do Magliono in 1S:)6, 3,0M,000.
Miss Medora Marie Hodman, daugh
ter of the banker, marriel Antoine
de Manca-Smat de Yallombrosa do
Mores and Monte-Maggiore in 12,
5,000.00 1. Miss Anita Theresa
Murphy, marrio.l Sir Charles Wolse
ley, 2,000.0 vil Miss Elizabeth Liv
ingstone, married William Cavendish
Hentinclc. M. P.. in 18S6, $1,500, 00X
Lady Arthur Butler, who was Miss
Ellen Stager, of Chicago, f l.O.tO.O.H).
Mmc. de Barrios, who married the
marquis de Koda. had three or four
times that amount. The widow -of
(ieorge l.orillard, now the Countess
Casa de Agreda. took ll.OJXO.tO to
I-urope with her. Mrs. Charles
Livermorc, who married Baron de
Seilliere, over l.UJO.O.V.X Miss
Huntington's (now Trincess HatzfelUt)
dot was 1.0V). Miss Minnie
Stevens, daughter of Mrs. Baran
Stevens, who married Captain Ar
thur Paget, nearly $ 1.0.1 , 111,). Miss
Edith Fish, who married Sir StalTord
Northcote, a good sized dowry. Lady
Vernon took if 1,00 i.OJ) to England.
Isabella von Lindon, wife of Count
von Linden, about l.o..o M. Mrs.
Ilnmersley, married to the late duke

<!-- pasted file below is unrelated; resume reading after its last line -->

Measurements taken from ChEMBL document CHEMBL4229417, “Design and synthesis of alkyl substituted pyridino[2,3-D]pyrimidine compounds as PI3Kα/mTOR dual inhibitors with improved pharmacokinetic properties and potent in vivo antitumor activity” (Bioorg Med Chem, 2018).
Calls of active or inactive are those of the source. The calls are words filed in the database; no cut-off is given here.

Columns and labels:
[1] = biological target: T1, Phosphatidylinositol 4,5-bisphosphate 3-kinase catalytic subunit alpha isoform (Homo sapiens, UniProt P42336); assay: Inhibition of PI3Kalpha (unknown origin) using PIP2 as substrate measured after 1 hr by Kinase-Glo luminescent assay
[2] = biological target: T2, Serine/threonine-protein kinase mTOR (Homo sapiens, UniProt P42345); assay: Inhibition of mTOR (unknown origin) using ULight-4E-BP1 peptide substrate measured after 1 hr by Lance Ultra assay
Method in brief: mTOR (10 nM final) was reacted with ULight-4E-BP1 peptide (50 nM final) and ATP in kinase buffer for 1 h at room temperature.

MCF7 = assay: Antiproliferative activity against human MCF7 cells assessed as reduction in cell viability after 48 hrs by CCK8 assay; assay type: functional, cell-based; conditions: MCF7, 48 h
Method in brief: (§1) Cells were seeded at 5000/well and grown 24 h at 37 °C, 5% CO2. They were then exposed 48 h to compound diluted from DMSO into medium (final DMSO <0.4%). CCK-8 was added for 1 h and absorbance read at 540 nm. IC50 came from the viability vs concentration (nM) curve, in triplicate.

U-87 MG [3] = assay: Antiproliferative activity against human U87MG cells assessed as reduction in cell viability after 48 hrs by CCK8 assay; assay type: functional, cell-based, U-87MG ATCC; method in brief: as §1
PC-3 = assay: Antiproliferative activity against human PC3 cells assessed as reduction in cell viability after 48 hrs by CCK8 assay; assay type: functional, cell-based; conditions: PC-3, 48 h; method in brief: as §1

of Marlborough, took with her tho
yearly interest on $7.0 j 1,0 ) 1. Miss
Cecilia Kiggs, who marriel Henry
Howard, i.oo 1. Lady llarcourt,
daughter of J. 1. Motley, tlie histor
ian, brought her husband -25 1,0 O.
Besides these Miss Jennie Jerome,
who married Lord Randolph Church
ill, in 174; Miss Consuela Yznaga
del Yaile, who married Yise.mnt
Mandeville, afterward duke of Man
chester, and her sister. MUs Natica
Yznaga del Yaile. who married Lord
Lister-Kaye, had good sized dow
The Mohammedan Heaven.
The Mohammedan paradise is a
fairyland. To enter it the believer
must cross seven bridges, at each of
which he must answer questions re
lating to his past life. Having crossed
the bridges ho is at the entrance.
There are thirteen doors. The firs;
act is to take a bath, which gives to
the body great brilliancy. This abodo
of delight is built of bricks of gold
and silver, held together by a mortar
of musK. Spring is eternal. Four
oceans Eootho the senses one of
water, one of milk, one of honey and
One of wine. Waves of perfume en
velop them, so powerful as to bo
noticeable 500 days' march away.
Lastly come the castles of the houris
seventy castles with seventy rooms
containing seventy state beds and
seventy tables already set. and in
this castle 1,;80.700,00 houris. This
to each of tho elect He himself has
seventy robes of green brocade em
broidered with rubies and topazes.
An Cnpleaaant Situation.